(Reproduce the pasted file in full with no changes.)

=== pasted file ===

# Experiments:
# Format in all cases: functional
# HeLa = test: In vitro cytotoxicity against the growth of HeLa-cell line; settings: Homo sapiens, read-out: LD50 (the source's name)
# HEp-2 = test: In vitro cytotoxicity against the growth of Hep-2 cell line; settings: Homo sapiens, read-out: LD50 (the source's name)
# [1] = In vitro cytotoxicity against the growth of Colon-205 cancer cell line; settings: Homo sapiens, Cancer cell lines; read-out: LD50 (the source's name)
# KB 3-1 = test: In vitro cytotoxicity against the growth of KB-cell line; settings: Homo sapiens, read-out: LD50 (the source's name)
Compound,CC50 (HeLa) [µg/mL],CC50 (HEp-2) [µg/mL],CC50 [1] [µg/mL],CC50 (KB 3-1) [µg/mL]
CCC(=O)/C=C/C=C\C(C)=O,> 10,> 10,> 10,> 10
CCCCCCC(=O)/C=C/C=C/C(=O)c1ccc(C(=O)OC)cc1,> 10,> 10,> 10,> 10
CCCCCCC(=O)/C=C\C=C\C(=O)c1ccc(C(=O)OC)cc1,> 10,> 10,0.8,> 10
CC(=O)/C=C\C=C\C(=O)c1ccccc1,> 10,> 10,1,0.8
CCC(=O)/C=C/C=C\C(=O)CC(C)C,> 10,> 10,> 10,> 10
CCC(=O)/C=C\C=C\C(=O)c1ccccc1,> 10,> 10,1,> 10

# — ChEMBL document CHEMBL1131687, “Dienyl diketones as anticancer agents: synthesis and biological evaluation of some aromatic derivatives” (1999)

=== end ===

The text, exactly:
# Experiments:
# Format in all cases: functional
# HeLa = test: In vitro cytotoxicity against the growth of HeLa-cell line; settings: Homo sapiens, read-out: LD50 (the source's name)
# HEp-2 = test: In vitro cytotoxicity against the growth of Hep-2 cell line; settings: Homo sapiens, read-out: LD50 (the source's name)
# [1] = In vitro cytotoxicity against the growth of Colon-205 cancer cell line; settings: Homo sapiens, Cancer cell lines; read-out: LD50 (the source's name)
# KB 3-1 = test: In vitro cytotoxicity against the growth of KB-cell line; settings: Homo sapiens, read-out: LD50 (the source's name)
Compound,CC50 (HeLa) [µg/mL],CC50 (HEp-2) [µg/mL],CC50 [1] [µg/mL],CC50 (KB 3-1) [µg/mL]
CCC(=O)/C=C/C=C\C(C)=O,> 10,> 10,> 10,> 10
CCCCCCC(=O)/C=C/C=C/C(=O)c1ccc(C(=O)OC)cc1,> 10,> 10,> 10,> 10
CCCCCCC(=O)/C=C\C=C\C(=O)c1ccc(C(=O)OC)cc1,> 10,> 10,0.8,> 10
CC(=O)/C=C\C=C\C(=O)c1ccccc1,> 10,> 10,1,0.8
CCC(=O)/C=C/C=C\C(=O)CC(C)C,> 10,> 10,> 10,> 10
CCC(=O)/C=C\C=C\C(=O)c1ccccc1,> 10,> 10,1,> 10

# — ChEMBL document CHEMBL1131687, “Dienyl diketones as anticancer agents: synthesis and biological evaluation of some aromatic derivatives” (1999)